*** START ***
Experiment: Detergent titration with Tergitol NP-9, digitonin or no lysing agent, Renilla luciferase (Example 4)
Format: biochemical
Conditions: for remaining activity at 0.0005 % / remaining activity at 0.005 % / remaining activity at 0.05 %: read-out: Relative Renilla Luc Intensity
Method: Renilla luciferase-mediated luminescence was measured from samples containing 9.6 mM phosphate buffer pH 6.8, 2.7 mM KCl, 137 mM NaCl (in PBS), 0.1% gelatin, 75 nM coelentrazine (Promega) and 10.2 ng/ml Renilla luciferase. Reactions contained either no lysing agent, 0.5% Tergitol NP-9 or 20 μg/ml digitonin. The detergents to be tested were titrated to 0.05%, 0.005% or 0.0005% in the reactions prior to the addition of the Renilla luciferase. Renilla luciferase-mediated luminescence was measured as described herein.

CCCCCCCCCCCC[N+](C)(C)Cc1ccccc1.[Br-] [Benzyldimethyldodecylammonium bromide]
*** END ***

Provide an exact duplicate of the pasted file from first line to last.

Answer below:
Experiment: Detergent titration with Tergitol NP-9, digitonin or no lysing agent, Renilla luciferase (Example 4)
Format: biochemical
Conditions: for remaining activity at 0.0005 % / remaining activity at 0.005 % / remaining activity at 0.05 %: read-out: Relative Renilla Luc Intensity
Method: Renilla luciferase-mediated luminescence was measured from samples containing 9.6 mM phosphate buffer pH 6.8, 2.7 mM KCl, 137 mM NaCl (in PBS), 0.1% gelatin, 75 nM coelentrazine (Promega) and 10.2 ng/ml Renilla luciferase. Reactions contained either no lysing agent, 0.5% Tergitol NP-9 or 20 μg/ml digitonin. The detergents to be tested were titrated to 0.05%, 0.005% or 0.0005% in the reactions prior to the addition of the Renilla luciferase. Renilla luciferase-mediated luminescence was measured as described herein.

CCCCCCCCCCCC[N+](C)(C)Cc1ccccc1.[Br-] [Benzyldimethyldodecylammonium bromide]